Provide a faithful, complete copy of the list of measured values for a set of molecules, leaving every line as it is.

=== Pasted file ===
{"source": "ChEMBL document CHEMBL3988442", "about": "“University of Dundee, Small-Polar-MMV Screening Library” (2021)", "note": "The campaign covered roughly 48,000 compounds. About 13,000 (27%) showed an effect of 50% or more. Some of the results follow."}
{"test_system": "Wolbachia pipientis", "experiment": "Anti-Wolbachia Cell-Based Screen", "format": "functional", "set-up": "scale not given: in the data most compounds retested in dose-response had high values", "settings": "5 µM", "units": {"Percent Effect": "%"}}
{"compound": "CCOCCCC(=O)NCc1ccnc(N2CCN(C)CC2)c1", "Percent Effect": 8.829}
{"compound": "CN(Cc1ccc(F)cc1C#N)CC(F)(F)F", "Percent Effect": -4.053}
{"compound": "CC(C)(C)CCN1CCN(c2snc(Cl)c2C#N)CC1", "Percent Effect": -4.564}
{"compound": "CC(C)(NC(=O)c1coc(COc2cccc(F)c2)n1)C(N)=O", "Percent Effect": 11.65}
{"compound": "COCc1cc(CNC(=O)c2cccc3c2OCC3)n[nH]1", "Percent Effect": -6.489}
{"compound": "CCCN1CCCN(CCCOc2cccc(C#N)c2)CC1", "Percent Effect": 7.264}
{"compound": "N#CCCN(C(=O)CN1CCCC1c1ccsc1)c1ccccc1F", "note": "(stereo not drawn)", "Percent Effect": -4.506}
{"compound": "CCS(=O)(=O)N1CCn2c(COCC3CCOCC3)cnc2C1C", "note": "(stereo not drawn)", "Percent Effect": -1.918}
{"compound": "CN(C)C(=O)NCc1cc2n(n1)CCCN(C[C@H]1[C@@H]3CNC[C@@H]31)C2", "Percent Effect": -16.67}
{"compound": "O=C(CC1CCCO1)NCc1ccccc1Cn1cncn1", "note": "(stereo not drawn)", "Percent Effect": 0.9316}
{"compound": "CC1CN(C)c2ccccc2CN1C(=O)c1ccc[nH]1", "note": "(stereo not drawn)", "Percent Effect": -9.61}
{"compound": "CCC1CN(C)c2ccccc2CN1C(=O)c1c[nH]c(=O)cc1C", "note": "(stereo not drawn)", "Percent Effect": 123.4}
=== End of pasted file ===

{"source": "ChEMBL document CHEMBL3988442", "about": "“University of Dundee, Small-Polar-MMV Screening Library” (2021)", "note": "The campaign covered roughly 48,000 compounds. About 13,000 (27%) showed an effect of 50% or more. Some of the results follow."}
{"test_system": "Wolbachia pipientis", "experiment": "Anti-Wolbachia Cell-Based Screen", "format": "functional", "set-up": "scale not given: in the data most compounds retested in dose-response had high values", "settings": "5 µM", "units": {"Percent Effect": "%"}}
{"compound": "CCOCCCC(=O)NCc1ccnc(N2CCN(C)CC2)c1", "Percent Effect": 8.829}
{"compound": "CN(Cc1ccc(F)cc1C#N)CC(F)(F)F", "Percent Effect": -4.053}
{"compound": "CC(C)(C)CCN1CCN(c2snc(Cl)c2C#N)CC1", "Percent Effect": -4.564}
{"compound": "CC(C)(NC(=O)c1coc(COc2cccc(F)c2)n1)C(N)=O", "Percent Effect": 11.65}
{"compound": "COCc1cc(CNC(=O)c2cccc3c2OCC3)n[nH]1", "Percent Effect": -6.489}
{"compound": "CCCN1CCCN(CCCOc2cccc(C#N)c2)CC1", "Percent Effect": 7.264}
{"compound": "N#CCCN(C(=O)CN1CCCC1c1ccsc1)c1ccccc1F", "note": "(stereo not drawn)", "Percent Effect": -4.506}
{"compound": "CCS(=O)(=O)N1CCn2c(COCC3CCOCC3)cnc2C1C", "note": "(stereo not drawn)", "Percent Effect": -1.918}
{"compound": "CN(C)C(=O)NCc1cc2n(n1)CCCN(C[C@H]1[C@@H]3CNC[C@@H]31)C2", "Percent Effect": -16.67}
{"compound": "O=C(CC1CCCO1)NCc1ccccc1Cn1cncn1", "note": "(stereo not drawn)", "Percent Effect": 0.9316}
{"compound": "CC1CN(C)c2ccccc2CN1C(=O)c1ccc[nH]1", "note": "(stereo not drawn)", "Percent Effect": -9.61}
{"compound": "CCC1CN(C)c2ccccc2CN1C(=O)c1c[nH]c(=O)cc1C", "note": "(stereo not drawn)", "Percent Effect": 123.4}